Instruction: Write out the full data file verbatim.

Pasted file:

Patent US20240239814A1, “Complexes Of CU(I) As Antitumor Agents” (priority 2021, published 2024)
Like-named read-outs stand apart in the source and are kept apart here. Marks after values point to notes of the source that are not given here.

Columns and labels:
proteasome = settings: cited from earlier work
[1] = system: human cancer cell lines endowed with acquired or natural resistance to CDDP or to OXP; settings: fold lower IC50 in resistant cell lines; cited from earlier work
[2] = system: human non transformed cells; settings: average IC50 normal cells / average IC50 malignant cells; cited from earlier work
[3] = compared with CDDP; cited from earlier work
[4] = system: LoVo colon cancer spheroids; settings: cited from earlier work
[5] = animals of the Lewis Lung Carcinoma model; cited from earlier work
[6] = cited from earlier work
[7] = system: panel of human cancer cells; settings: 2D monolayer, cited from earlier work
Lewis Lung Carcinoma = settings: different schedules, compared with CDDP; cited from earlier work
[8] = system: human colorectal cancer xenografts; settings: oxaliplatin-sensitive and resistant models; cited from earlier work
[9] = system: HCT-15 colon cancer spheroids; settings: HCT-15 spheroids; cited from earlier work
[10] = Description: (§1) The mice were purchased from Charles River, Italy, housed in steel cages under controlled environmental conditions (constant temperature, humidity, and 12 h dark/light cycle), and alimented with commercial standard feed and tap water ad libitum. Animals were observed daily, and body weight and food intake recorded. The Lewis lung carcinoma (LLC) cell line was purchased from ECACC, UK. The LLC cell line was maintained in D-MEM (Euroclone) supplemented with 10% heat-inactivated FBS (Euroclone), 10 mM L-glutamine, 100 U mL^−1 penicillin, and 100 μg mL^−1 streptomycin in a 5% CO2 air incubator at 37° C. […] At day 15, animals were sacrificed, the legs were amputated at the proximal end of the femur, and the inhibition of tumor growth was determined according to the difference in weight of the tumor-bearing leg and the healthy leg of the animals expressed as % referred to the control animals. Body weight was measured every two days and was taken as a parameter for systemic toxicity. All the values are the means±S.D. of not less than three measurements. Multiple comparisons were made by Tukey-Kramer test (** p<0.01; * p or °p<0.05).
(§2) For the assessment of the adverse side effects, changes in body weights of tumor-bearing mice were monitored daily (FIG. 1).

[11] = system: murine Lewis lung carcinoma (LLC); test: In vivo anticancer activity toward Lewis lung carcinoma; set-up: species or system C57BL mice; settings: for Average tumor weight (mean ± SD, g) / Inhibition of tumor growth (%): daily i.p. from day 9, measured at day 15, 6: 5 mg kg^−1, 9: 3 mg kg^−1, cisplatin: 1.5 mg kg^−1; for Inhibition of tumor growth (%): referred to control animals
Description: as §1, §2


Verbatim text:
Patent US20240239814A1, “Complexes Of CU(I) As Antitumor Agents” (priority 2021, published 2024)
Like-named read-outs stand apart in the source and are kept apart here. Marks after values point to notes of the source that are not given here.

Columns and labels:
proteasome = settings: cited from earlier work
[1] = system: human cancer cell lines endowed with acquired or natural resistance to CDDP or to OXP; settings: fold lower IC50 in resistant cell lines; cited from earlier work
[2] = system: human non transformed cells; settings: average IC50 normal cells / average IC50 malignant cells; cited from earlier work
[3] = compared with CDDP; cited from earlier work
[4] = system: LoVo colon cancer spheroids; settings: cited from earlier work
[5] = animals of the Lewis Lung Carcinoma model; cited from earlier work
[6] = cited from earlier work
[7] = system: panel of human cancer cells; settings: 2D monolayer, cited from earlier work
Lewis Lung Carcinoma = settings: different schedules, compared with CDDP; cited from earlier work
[8] = system: human colorectal cancer xenografts; settings: oxaliplatin-sensitive and resistant models; cited from earlier work
[9] = system: HCT-15 colon cancer spheroids; settings: HCT-15 spheroids; cited from earlier work
[10] = Description: (§1) The mice were purchased from Charles River, Italy, housed in steel cages under controlled environmental conditions (constant temperature, humidity, and 12 h dark/light cycle), and alimented with commercial standard feed and tap water ad libitum. Animals were observed daily, and body weight and food intake recorded. The Lewis lung carcinoma (LLC) cell line was purchased from ECACC, UK. The LLC cell line was maintained in D-MEM (Euroclone) supplemented with 10% heat-inactivated FBS (Euroclone), 10 mM L-glutamine, 100 U mL^−1 penicillin, and 100 μg mL^−1 streptomycin in a 5% CO2 air incubator at 37° C. […] At day 15, animals were sacrificed, the legs were amputated at the proximal end of the femur, and the inhibition of tumor growth was determined according to the difference in weight of the tumor-bearing leg and the healthy leg of the animals expressed as % referred to the control animals. Body weight was measured every two days and was taken as a parameter for systemic toxicity. All the values are the means±S.D. of not less than three measurements. Multiple comparisons were made by Tukey-Kramer test (** p<0.01; * p or °p<0.05).
(§2) For the assessment of the adverse side effects, changes in body weights of tumor-bearing mice were monitored daily (FIG. 1).

[11] = system: murine Lewis lung carcinoma (LLC); test: In vivo anticancer activity toward Lewis lung carcinoma; set-up: species or system C57BL mice; settings: for Average tumor weight (mean ± SD, g) / Inhibition of tumor growth (%): daily i.p. from day 9, measured at day 15, 6: 5 mg kg^−1, 9: 3 mg kg^−1, cisplatin: 1.5 mg kg^−1; for Inhibition of tumor growth (%): referred to control animals
Description: as §1, §2